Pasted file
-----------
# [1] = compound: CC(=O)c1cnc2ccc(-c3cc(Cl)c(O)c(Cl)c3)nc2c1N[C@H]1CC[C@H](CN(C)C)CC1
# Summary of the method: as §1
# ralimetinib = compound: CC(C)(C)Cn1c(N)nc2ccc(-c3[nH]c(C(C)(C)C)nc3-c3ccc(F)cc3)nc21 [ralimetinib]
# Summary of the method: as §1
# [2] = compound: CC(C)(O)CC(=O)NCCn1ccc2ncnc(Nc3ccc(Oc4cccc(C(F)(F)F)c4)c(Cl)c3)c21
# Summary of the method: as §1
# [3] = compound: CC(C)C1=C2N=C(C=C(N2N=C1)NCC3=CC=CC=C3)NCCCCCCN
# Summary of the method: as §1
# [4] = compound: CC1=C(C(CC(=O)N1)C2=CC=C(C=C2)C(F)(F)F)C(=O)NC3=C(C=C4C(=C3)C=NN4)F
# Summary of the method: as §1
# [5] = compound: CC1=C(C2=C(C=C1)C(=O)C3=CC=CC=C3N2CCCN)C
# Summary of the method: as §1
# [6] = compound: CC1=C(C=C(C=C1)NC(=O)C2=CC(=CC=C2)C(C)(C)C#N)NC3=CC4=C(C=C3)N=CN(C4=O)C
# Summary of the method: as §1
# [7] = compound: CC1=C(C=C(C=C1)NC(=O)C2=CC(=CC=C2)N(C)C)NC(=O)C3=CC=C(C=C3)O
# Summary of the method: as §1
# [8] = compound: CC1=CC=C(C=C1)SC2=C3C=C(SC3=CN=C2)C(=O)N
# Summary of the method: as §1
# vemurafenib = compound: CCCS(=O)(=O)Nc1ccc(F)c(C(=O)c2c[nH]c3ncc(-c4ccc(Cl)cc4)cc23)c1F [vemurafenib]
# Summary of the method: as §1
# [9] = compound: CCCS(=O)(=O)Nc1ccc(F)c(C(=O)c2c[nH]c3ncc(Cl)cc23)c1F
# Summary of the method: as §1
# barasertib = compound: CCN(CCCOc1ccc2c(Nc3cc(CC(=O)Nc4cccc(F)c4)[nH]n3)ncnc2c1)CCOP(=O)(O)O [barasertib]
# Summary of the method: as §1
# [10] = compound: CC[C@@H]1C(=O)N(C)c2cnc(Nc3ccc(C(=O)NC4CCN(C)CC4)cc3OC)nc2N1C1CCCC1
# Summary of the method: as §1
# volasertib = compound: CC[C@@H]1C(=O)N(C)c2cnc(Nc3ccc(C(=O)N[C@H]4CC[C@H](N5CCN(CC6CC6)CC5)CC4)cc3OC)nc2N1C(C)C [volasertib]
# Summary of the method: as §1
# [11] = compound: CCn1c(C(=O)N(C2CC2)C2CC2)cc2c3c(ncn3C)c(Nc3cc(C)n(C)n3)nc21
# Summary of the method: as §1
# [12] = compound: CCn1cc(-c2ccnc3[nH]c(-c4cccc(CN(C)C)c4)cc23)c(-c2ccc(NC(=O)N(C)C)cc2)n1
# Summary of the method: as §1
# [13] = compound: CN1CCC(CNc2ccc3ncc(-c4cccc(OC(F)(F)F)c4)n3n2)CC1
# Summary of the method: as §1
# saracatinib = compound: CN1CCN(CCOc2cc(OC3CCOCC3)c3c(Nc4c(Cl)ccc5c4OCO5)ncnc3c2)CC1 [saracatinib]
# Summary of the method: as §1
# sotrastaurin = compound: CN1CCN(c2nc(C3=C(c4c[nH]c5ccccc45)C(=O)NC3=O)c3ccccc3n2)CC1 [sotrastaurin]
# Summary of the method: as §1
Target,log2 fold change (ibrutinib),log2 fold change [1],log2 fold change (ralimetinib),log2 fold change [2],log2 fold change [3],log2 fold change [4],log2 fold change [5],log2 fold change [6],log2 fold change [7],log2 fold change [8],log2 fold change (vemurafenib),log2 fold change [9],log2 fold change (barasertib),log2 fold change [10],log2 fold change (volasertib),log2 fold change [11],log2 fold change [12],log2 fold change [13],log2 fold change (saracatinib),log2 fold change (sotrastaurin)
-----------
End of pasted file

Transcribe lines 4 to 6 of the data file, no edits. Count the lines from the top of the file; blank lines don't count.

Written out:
# Summary of the method: as §1
# [2] = compound: CC(C)(O)CC(=O)NCCn1ccc2ncnc(Nc3ccc(Oc4cccc(C(F)(F)F)c4)c(Cl)c3)c21
# Summary of the method: as §1